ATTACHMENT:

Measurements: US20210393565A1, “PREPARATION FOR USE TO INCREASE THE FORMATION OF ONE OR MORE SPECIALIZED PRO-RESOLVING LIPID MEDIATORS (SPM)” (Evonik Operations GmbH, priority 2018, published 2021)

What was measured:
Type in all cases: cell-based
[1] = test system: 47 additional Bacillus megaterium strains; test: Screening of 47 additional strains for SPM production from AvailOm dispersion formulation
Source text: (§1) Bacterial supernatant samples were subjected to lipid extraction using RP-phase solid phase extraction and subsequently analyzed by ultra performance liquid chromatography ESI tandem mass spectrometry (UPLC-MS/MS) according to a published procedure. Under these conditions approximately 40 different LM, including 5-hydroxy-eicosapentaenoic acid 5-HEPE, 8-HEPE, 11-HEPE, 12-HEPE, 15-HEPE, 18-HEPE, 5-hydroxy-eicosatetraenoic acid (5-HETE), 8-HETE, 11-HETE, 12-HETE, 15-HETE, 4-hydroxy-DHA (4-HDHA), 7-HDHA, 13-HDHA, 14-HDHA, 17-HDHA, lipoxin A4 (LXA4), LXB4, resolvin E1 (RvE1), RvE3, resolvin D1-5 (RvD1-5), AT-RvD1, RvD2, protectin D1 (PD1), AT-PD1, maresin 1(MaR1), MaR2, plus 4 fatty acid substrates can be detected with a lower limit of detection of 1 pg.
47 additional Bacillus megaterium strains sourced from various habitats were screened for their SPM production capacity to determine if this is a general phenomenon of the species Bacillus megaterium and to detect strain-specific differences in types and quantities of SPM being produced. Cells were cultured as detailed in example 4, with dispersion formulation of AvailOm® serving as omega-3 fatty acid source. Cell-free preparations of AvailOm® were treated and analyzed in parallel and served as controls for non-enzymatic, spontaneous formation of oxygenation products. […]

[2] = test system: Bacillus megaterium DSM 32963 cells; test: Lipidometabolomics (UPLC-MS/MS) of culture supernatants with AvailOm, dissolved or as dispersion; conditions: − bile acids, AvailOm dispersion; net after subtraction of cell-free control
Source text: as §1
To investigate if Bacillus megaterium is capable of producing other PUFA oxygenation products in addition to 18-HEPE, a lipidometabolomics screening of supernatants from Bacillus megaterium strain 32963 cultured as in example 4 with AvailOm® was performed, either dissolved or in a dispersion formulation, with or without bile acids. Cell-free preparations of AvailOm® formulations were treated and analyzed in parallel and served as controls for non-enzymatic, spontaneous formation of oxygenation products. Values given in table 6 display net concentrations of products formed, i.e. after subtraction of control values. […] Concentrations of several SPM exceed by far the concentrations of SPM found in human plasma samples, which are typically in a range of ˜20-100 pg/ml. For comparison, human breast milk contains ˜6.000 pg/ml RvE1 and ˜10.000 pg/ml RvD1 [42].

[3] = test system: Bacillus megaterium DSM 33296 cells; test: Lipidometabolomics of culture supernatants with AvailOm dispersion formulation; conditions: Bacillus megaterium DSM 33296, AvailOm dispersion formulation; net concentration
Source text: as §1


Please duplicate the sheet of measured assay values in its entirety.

Measurements: US20210393565A1, “PREPARATION FOR USE TO INCREASE THE FORMATION OF ONE OR MORE SPECIALIZED PRO-RESOLVING LIPID MEDIATORS (SPM)” (Evonik Operations GmbH, priority 2018, published 2021)

What was measured:
Type in all cases: cell-based
[1] = test system: 47 additional Bacillus megaterium strains; test: Screening of 47 additional strains for SPM production from AvailOm dispersion formulation
Source text: (§1) Bacterial supernatant samples were subjected to lipid extraction using RP-phase solid phase extraction and subsequently analyzed by ultra performance liquid chromatography ESI tandem mass spectrometry (UPLC-MS/MS) according to a published procedure. Under these conditions approximately 40 different LM, including 5-hydroxy-eicosapentaenoic acid 5-HEPE, 8-HEPE, 11-HEPE, 12-HEPE, 15-HEPE, 18-HEPE, 5-hydroxy-eicosatetraenoic acid (5-HETE), 8-HETE, 11-HETE, 12-HETE, 15-HETE, 4-hydroxy-DHA (4-HDHA), 7-HDHA, 13-HDHA, 14-HDHA, 17-HDHA, lipoxin A4 (LXA4), LXB4, resolvin E1 (RvE1), RvE3, resolvin D1-5 (RvD1-5), AT-RvD1, RvD2, protectin D1 (PD1), AT-PD1, maresin 1(MaR1), MaR2, plus 4 fatty acid substrates can be detected with a lower limit of detection of 1 pg.
47 additional Bacillus megaterium strains sourced from various habitats were screened for their SPM production capacity to determine if this is a general phenomenon of the species Bacillus megaterium and to detect strain-specific differences in types and quantities of SPM being produced. Cells were cultured as detailed in example 4, with dispersion formulation of AvailOm® serving as omega-3 fatty acid source. Cell-free preparations of AvailOm® were treated and analyzed in parallel and served as controls for non-enzymatic, spontaneous formation of oxygenation products. […]

[2] = test system: Bacillus megaterium DSM 32963 cells; test: Lipidometabolomics (UPLC-MS/MS) of culture supernatants with AvailOm, dissolved or as dispersion; conditions: − bile acids, AvailOm dispersion; net after subtraction of cell-free control
Source text: as §1
To investigate if Bacillus megaterium is capable of producing other PUFA oxygenation products in addition to 18-HEPE, a lipidometabolomics screening of supernatants from Bacillus megaterium strain 32963 cultured as in example 4 with AvailOm® was performed, either dissolved or in a dispersion formulation, with or without bile acids. Cell-free preparations of AvailOm® formulations were treated and analyzed in parallel and served as controls for non-enzymatic, spontaneous formation of oxygenation products. Values given in table 6 display net concentrations of products formed, i.e. after subtraction of control values. […] Concentrations of several SPM exceed by far the concentrations of SPM found in human plasma samples, which are typically in a range of ˜20-100 pg/ml. For comparison, human breast milk contains ˜6.000 pg/ml RvE1 and ˜10.000 pg/ml RvD1 [42].

[3] = test system: Bacillus megaterium DSM 33296 cells; test: Lipidometabolomics of culture supernatants with AvailOm dispersion formulation; conditions: Bacillus megaterium DSM 33296, AvailOm dispersion formulation; net concentration
Source text: as §1